Wednesday, June 10, 2009
House Rules - Encumbrance
I've spent more hours pouring over the equipment list in the 1e PHP than any textbook. Partially because I was making more characters than I was playing, but also because the equipment list was evocative of what adventures might await-- why was belladonna on the list, and what would a pound of garlic do to a vampire, really? I only had brief encounters with grognards in my early days of the game so I didn't know what one was supposed to do with iron spikes and 10' poles.
The choosing of equipment reminds me of the Vancian magic system; you need to make choices before the adventure based on what you expect lies ahead, and you can't change your decision later when it is convenient.
Of course this only holds if you are limited in what you can carry and choose. Ahh, encumbrance. A prime example of trying to add choices to a game without adding too much complexity. The idea of encumbrance is true to the essence of the game-- just as you approach the submerged temple of the slime-worshippers your last torch starts to flicker-- but in 1e turned out way too fiddly-- how many coins does a potion way again?. I'd wager that most people hand wave encumbrance, but then you lose the hard choices of what to take and what to leave behind.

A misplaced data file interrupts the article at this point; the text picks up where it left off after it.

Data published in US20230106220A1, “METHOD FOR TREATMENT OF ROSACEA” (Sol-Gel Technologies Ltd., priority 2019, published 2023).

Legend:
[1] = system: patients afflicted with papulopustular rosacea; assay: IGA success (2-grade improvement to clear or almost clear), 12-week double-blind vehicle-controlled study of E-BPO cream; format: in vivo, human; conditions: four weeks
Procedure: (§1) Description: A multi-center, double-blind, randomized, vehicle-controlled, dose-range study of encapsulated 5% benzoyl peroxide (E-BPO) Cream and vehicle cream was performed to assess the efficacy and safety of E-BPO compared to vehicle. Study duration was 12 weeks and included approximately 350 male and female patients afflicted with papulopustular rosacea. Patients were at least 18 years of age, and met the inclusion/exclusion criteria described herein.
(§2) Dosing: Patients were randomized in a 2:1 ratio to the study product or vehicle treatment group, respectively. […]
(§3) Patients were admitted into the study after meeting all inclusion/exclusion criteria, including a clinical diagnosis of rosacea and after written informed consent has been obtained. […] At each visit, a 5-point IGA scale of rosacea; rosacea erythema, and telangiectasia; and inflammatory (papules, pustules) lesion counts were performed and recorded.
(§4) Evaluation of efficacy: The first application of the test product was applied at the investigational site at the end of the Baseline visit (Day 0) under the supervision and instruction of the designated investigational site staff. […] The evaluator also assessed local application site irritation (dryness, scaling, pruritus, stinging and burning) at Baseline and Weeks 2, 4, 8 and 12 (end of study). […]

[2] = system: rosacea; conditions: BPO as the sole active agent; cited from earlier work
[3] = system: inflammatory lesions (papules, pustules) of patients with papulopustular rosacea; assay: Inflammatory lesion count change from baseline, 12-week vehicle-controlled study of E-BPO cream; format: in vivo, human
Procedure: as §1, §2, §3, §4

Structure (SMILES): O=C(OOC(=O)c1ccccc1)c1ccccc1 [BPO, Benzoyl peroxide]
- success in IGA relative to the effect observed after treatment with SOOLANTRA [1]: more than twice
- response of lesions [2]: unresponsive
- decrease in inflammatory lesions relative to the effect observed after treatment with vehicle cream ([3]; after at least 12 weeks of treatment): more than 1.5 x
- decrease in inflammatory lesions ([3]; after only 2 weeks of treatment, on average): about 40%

In my own campaign I tried something more video-gamey with sacks and backpacks broken into squares, but I think it was still too fiddly. Now for the solution that more than anything crystallized my desire to blog: Delta's post on encumbrance.
In a nutshell, he raises the granularity of the system, so that rather than working with pounds we work with 14 to 15 pound "stones." This abstracting of detail seems brilliant and obvious in retrospect; how many game systems have tried to add complexity to the combat system of D&D only to find the elegance in its abstraction? It simplifies things enough to allow us back our player choices based on weight and carrying capacity with the added flavor of an imperial unit.
This is exactly the kind of rule I want to focus on in this blog: one that reduces complexity while adding choice and flavor to the game.